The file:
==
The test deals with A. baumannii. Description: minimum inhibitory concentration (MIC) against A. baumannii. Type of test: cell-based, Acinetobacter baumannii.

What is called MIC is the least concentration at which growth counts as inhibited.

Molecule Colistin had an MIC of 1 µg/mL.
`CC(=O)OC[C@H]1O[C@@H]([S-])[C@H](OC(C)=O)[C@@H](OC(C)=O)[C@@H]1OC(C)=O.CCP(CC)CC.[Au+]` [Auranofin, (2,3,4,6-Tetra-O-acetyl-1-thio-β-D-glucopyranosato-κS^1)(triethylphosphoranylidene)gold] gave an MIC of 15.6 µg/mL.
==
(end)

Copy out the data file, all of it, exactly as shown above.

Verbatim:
The test deals with A. baumannii. Description: minimum inhibitory concentration (MIC) against A. baumannii. Type of test: cell-based, Acinetobacter baumannii.

What is called MIC is the least concentration at which growth counts as inhibited.

Molecule Colistin had an MIC of 1 µg/mL.
`CC(=O)OC[C@H]1O[C@@H]([S-])[C@H](OC(C)=O)[C@@H](OC(C)=O)[C@@H]1OC(C)=O.CCP(CC)CC.[Au+]` [Auranofin, (2,3,4,6-Tetra-O-acetyl-1-thio-β-D-glucopyranosato-κS^1)(triethylphosphoranylidene)gold] gave an MIC of 15.6 µg/mL.